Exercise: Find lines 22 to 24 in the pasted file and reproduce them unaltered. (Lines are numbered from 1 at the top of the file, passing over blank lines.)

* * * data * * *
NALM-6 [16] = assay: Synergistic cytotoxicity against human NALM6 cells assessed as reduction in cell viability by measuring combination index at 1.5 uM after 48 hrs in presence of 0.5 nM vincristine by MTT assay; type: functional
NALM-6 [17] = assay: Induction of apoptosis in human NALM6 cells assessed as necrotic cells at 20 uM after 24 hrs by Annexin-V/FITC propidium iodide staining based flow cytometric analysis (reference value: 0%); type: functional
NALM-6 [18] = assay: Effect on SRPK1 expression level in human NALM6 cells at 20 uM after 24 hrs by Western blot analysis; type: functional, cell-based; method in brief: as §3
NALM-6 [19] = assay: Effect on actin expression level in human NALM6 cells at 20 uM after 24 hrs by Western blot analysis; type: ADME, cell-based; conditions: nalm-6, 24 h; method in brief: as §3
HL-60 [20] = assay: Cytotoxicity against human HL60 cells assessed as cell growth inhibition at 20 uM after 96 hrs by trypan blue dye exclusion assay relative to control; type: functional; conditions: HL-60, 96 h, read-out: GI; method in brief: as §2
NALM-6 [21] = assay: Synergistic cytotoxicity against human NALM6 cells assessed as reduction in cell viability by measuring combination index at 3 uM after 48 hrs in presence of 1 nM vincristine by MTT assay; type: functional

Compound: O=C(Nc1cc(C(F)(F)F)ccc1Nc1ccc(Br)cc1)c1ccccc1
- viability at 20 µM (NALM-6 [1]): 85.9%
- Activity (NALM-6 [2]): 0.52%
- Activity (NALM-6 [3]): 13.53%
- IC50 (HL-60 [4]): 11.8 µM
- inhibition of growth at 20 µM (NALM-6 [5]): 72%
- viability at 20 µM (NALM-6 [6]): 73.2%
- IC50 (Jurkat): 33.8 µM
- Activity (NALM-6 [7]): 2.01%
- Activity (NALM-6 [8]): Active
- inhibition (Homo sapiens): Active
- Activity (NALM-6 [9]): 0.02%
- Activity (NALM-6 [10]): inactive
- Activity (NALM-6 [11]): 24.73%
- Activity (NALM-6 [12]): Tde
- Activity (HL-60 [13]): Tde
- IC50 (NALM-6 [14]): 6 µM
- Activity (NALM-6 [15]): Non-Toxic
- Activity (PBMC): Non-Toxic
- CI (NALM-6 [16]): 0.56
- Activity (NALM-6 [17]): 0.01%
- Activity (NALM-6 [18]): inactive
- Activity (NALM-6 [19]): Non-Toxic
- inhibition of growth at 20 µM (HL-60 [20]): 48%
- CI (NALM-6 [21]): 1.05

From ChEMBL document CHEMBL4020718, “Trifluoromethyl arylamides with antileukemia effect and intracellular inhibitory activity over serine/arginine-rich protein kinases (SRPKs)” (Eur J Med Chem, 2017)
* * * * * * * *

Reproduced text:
- Activity (HL-60 [13]): Tde
- IC50 (NALM-6 [14]): 6 µM
- Activity (NALM-6 [15]): Non-Toxic